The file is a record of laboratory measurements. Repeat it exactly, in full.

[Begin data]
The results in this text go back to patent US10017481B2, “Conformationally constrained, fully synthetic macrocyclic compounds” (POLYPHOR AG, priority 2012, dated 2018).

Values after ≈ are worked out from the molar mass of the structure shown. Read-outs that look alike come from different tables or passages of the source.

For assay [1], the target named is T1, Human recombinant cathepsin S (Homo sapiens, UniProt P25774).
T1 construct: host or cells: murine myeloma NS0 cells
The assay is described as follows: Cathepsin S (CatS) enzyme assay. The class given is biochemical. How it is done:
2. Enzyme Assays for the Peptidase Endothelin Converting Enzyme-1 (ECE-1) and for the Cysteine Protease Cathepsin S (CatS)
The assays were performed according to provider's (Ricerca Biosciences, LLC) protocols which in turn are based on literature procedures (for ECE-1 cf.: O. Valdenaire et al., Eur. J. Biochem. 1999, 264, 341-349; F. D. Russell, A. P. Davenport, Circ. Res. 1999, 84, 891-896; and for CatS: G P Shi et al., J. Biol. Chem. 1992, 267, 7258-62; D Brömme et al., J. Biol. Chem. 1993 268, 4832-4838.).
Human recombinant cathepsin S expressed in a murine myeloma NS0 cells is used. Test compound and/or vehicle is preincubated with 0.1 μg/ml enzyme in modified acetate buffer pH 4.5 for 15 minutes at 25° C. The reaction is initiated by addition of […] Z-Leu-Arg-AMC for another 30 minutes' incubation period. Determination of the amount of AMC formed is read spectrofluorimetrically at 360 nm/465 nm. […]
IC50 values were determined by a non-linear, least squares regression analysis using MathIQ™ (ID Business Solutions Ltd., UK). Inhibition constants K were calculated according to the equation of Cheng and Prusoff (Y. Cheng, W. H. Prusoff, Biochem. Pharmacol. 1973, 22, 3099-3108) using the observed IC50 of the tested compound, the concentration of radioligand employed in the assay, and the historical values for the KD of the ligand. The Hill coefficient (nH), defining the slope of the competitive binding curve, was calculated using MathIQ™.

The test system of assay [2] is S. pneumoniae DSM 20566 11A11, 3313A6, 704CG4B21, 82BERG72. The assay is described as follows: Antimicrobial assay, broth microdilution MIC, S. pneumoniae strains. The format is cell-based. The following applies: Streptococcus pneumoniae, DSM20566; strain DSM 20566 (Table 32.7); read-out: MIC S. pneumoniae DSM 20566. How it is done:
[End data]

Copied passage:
The results in this text go back to patent US10017481B2, “Conformationally constrained, fully synthetic macrocyclic compounds” (POLYPHOR AG, priority 2012, dated 2018).

Values after ≈ are worked out from the molar mass of the structure shown. Read-outs that look alike come from different tables or passages of the source.

For assay [1], the target named is T1, Human recombinant cathepsin S (Homo sapiens, UniProt P25774).
T1 construct: host or cells: murine myeloma NS0 cells
The assay is described as follows: Cathepsin S (CatS) enzyme assay. The class given is biochemical. How it is done:
2. Enzyme Assays for the Peptidase Endothelin Converting Enzyme-1 (ECE-1) and for the Cysteine Protease Cathepsin S (CatS)
The assays were performed according to provider's (Ricerca Biosciences, LLC) protocols which in turn are based on literature procedures (for ECE-1 cf.: O. Valdenaire et al., Eur. J. Biochem. 1999, 264, 341-349; F. D. Russell, A. P. Davenport, Circ. Res. 1999, 84, 891-896; and for CatS: G P Shi et al., J. Biol. Chem. 1992, 267, 7258-62; D Brömme et al., J. Biol. Chem. 1993 268, 4832-4838.).
Human recombinant cathepsin S expressed in a murine myeloma NS0 cells is used. Test compound and/or vehicle is preincubated with 0.1 μg/ml enzyme in modified acetate buffer pH 4.5 for 15 minutes at 25° C. The reaction is initiated by addition of […] Z-Leu-Arg-AMC for another 30 minutes' incubation period. Determination of the amount of AMC formed is read spectrofluorimetrically at 360 nm/465 nm. […]
IC50 values were determined by a non-linear, least squares regression analysis using MathIQ™ (ID Business Solutions Ltd., UK). Inhibition constants K were calculated according to the equation of Cheng and Prusoff (Y. Cheng, W. H. Prusoff, Biochem. Pharmacol. 1973, 22, 3099-3108) using the observed IC50 of the tested compound, the concentration of radioligand employed in the assay, and the historical values for the KD of the ligand. The Hill coefficient (nH), defining the slope of the competitive binding curve, was calculated using MathIQ™.

The test system of assay [2] is S. pneumoniae DSM 20566 11A11, 3313A6, 704CG4B21, 82BERG72. The assay is described as follows: Antimicrobial assay, broth microdilution MIC, S. pneumoniae strains. The format is cell-based. The following applies: Streptococcus pneumoniae, DSM20566; strain DSM 20566 (Table 32.7); read-out: MIC S. pneumoniae DSM 20566. How it is done: